In 1978 I found out I had Polycystic Kidney Disease which is a genetic renal disease which killed my dear Mum at the age of 50 years and my youngest sister Sandra at 53 years. My youngest brother Keith had a kidney transplant in Liverpool approximately 15 years ago. The Gift of Life is so very important to me as at this moment in time my own very dear Son John who also has the Polycystic Kidney Disease now needs a kidney transplant in the very near future, possibly a few months as his renal function is only 17% also his eldest daughter who is 20 also has the disease but at the moment she is enjoying her life in Australia for a year. My wonderful and brave wife Norine and equally wonderful brave daughter, Belinda, are being tested to see if they can give John the gift as a related live donor but only one of them will need to donate.
In the U.K we need to educate prospective donors, whether they be cadaver or live donor, that many seriously sick patients desperately need these organs to survive especially children who need this gift of life. There are so many improvements these days in organ donor transplants and the success rates are truly amazing, it is just the shortage of donors which is the problem and mis-information bantered about. In most of Europe the opt-out system is very successful, our government needs to look at this problem again. I am one of Manchester Royal Infirmary’s success stories. I may not be financially rich but I feel like a very lucky lottery winner with my kidney.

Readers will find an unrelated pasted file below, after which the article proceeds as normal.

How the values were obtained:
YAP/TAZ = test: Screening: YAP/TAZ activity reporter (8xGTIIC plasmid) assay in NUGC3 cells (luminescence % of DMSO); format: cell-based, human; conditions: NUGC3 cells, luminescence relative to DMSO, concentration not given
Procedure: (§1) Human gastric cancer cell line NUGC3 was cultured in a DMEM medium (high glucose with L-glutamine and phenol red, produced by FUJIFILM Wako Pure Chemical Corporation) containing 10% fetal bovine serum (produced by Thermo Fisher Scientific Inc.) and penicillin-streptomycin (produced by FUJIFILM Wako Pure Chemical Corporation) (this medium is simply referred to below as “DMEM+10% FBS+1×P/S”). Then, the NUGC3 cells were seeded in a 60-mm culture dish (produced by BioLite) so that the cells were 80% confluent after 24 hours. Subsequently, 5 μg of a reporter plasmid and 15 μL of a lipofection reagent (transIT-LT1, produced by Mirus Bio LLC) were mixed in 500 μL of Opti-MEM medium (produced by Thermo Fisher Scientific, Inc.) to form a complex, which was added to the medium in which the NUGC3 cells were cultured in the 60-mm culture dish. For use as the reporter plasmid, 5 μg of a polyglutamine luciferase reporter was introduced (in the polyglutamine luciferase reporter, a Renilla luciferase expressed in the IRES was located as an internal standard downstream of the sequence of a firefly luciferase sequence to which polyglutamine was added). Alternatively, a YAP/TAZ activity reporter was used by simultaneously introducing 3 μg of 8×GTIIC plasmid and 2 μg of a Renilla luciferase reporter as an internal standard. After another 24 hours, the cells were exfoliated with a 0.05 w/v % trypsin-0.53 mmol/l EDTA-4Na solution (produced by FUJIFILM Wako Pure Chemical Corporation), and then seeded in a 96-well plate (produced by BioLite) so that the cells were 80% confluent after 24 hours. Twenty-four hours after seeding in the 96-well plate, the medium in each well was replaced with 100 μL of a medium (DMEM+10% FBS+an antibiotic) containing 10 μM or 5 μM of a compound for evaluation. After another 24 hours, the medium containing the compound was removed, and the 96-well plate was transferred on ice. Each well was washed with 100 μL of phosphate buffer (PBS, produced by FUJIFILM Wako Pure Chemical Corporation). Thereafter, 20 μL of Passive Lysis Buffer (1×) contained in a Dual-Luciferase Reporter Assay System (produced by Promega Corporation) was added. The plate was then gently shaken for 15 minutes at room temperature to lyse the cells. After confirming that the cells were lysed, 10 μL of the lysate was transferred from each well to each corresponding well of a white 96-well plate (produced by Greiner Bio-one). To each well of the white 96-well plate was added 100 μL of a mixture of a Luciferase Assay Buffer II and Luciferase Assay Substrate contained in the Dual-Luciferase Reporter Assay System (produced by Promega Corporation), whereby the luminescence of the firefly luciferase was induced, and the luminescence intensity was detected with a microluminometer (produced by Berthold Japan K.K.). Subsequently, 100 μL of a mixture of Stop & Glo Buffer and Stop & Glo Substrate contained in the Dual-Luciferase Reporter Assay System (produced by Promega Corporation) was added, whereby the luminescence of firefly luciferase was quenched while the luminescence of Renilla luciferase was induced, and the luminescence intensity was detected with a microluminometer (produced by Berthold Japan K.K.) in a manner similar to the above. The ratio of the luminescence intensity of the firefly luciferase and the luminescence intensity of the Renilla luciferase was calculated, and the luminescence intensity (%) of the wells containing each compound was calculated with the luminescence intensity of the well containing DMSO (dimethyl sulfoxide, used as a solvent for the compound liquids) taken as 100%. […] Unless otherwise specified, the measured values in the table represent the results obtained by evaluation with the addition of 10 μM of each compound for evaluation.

What made me sit down at last to write about this was that I read an article in the Manchester Evening News on 28th October 2011 about the wonderful inspirational young lady who had promoted 20,000 people to add their names to the organ donor list, Rachael Wakefield of Dukinfield who at the young age of 23 years died on Thursday 27th October 2011 after having a double lung transplant just over one-and-a-half years ago at Wythenshawe Hospital. Even in death she is still an inspiration.
A huge thank you again to my donor family for your loved one’s gift, my thoughts and my gratitude are with you this coming 6th December 2011 as it is the 20th anniversary of the death of your loved one.
Post Script and update, 18th December 2012.
Another year has gone by since I first wrote this article and I have now had my new kidney 21 years, and
To give even more joy my very brave and wonderful wife, Norine, donated one of her kidneys to our son
John on the 7th June 2012 at Manchester Royal Infirmary, in my estimation my admiration for all of the Renal Transplant Team grows and grows. Also my admiration for our daughter, Belinda is also relevant as she “Stepped up to the line and volunteered to donate one of her kidneys if needed.
On the 14th December , I received the news that I had prostate cancer, thankfully it is treatable, so what the heck another challenge to face and beat.
PPS. 2nd September 2013.
Still here, alive and kicking and this coming 6th December I will be celebrating having my kidney for 22 years, and more importantly on 21st of this month, Norine & I will be celebrating our Golden Wedding Anniversary, 50 years married, Norine deserves a medal.
Yesterday we were invited to the Greater Manchester Kidney Information Network ( GMKIN ) Launch at University of Salford , TV Media Centre. At Media City, Salford. In conjunction with Hope Kidney PatientsAssociation. A very interesting venue, with a great bunch of people in attendance. Norine, Albena, John and I had a great day.